<script> Element:
<script type="text/javascript">
  var currentTab = "tab1";
  var currentID = "";

  function SetFamilyID(famID)
    if (currentID != famID)
      currentID = famID;

  function SetCurrentTab(tabName)
    if (currentTab != tabName)
      document.getElementById(currentTab).className = "ensTab100";
      document.getElementById(tabName).className = "ensTabHot100";
      currentTab = tabName;

  function UpdateMain()
    if (currentID != "")
      document.getElementById('ReportWrapper').style.visibility = "visible";
        'http://win2k3/reportserver?' +
        'http://win2k3/ilm/reports/FamilyDetails.rdl&' +
        'rs:Command=Render&rc:Toolbar=false&rc:Parameters=false&' +
        'FamilyID=' + currentID;     

  function UpdateTabs()
    var report = "";
    if (currentID != "")
        case "tab1":
          report = "FamilyFriends.rdl"
         case "tab2":
          report = "FamilyFood.rdl"
         case "tab3":
          report = "FamilyColors.rdl"

      if (report != "")
          'http://win2k3/reportserver?' +
          'http://win2k3/ilm/reports/' + report + '&' +
          'rs:Command=Render&rc:Toolbar=false&rc:Parameters=false&' +
          'FamilyID=' + currentID;

 Here's a basic rundown of how the plumbing works:

  • The script sets up a couple of global variables:
    • currentTab - hold the id of the current tab.  Defaults to "tab1".
    • currentID - holds the ID of the family that was selected in the search report.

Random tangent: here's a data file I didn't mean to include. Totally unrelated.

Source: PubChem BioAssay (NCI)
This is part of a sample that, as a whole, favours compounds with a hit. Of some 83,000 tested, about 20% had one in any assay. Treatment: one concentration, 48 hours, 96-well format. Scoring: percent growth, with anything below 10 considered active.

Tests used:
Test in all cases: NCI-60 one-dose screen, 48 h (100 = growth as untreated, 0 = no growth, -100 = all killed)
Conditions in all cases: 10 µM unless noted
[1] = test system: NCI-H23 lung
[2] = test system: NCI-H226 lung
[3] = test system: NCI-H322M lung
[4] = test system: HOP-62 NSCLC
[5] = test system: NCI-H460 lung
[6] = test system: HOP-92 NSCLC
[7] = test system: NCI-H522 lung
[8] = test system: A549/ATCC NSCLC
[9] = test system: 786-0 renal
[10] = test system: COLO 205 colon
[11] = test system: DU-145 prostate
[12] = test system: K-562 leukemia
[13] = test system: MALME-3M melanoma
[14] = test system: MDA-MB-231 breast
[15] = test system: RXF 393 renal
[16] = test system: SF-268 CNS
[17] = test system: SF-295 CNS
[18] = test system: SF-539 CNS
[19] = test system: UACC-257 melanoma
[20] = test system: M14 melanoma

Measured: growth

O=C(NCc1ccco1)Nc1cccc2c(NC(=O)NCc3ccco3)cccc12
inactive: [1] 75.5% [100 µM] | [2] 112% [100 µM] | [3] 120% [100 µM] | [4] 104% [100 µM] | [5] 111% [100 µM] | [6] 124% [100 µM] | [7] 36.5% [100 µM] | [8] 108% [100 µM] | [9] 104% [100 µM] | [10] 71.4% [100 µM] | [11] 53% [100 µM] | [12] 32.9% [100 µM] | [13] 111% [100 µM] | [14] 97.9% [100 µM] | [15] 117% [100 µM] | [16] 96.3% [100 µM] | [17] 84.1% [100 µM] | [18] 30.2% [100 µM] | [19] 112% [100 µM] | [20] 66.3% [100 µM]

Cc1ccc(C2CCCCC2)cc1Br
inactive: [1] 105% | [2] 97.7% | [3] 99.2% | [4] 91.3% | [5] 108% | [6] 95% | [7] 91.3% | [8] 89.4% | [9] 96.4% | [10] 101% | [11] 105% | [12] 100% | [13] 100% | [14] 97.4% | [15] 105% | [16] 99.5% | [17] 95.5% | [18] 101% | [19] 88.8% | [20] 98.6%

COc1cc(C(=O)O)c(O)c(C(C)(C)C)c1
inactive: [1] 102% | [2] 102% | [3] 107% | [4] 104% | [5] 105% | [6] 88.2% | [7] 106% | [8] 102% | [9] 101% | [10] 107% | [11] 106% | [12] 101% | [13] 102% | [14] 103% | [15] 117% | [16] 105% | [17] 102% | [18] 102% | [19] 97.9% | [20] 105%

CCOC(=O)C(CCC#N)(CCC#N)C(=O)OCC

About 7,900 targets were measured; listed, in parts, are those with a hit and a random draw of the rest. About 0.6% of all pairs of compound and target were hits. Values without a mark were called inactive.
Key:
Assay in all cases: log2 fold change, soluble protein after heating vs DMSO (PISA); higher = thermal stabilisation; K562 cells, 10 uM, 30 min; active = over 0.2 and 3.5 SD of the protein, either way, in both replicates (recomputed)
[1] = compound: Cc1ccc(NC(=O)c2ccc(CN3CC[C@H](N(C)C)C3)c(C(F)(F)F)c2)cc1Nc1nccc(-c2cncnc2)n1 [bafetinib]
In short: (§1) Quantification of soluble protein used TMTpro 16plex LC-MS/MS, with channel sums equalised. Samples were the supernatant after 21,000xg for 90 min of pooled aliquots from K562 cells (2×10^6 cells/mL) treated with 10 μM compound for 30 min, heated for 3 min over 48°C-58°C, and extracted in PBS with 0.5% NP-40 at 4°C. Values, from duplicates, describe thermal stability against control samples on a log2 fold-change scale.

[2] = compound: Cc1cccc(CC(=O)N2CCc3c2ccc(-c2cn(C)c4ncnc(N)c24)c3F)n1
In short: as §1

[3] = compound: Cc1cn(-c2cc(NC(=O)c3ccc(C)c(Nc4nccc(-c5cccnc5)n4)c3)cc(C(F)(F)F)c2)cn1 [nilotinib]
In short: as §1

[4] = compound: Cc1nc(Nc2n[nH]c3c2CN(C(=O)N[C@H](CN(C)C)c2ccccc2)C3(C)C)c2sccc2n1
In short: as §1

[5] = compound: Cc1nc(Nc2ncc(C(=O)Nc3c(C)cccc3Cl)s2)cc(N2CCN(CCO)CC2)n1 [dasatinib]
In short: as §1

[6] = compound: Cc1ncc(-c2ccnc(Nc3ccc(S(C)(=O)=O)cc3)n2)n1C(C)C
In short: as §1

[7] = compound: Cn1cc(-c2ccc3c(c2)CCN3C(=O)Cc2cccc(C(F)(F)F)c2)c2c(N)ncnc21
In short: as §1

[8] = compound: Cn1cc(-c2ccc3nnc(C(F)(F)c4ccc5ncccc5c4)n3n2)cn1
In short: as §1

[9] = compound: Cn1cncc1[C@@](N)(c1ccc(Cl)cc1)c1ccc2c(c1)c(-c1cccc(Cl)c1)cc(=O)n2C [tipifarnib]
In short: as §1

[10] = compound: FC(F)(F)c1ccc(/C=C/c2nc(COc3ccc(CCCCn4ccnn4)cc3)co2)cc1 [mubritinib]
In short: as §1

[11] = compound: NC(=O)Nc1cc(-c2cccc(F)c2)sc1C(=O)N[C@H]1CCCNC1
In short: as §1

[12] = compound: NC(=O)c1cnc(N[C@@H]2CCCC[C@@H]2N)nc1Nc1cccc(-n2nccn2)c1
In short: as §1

• A user clicks on a link presented by the search report, calling SetFamilyID() and passing in the ID.
  • SetFamilyID stores that value in a global variable (currentID) and then calls UpdateMain().
  • UpdateMain, assuming that there is a value in currentID:
    • Makes sure that the wrapper <div> is visible
    • Sets the proper src value for the FamilyMain iframe (including the ID parameter).
    • Calls UpdateTabs();
  • UpdateTabs() then proceeds to:
    • Determine which report to run based on the value in currentTab.
    • Set the proper src value for the FamilySub iframe (including the ID parameter).
  • When a user click on one of the tabs, a call is made to SetCurrentTab, passing in the id of the tab that was clicked on.
  • SetCurrentTab(), assuming that the clicked tab is not already the current tab:
    • Sets the current tab class to ensTab100 so it's no longer "hot".
    • Sets the new tab class to ensTabHot100 so it has the selected appearance.
    • Saves the new tab value into currentTab.
    • Calls UpdateTabs() to get the new report displayed.
  • When a user clicks a new value in the search report (yes, it's still there) - it all starts over again.

Use it in health!  (Well, use it in SharePoint, but you know what I mean...)

Friday, August 20, 2010

Interacting with PowerShell from C#

Recently I had a client that wanted to be able to call PowerShell scripts from their Linux based Java application.  To facilitate, I created a web service that accepts a script name and a parameters collection and returns a customized response object.  There’s a helpful post on CodeProject with some sample code for calling PowerShell from C#.  It demonstrates how to instantiate a PowerShell pipeline and call cmdlets.  It even shows how to drop your application’s variables in the Pipeline, but it isn’t quite complete.  I also needed to setup command line arguments and see what changes the script made to my variable.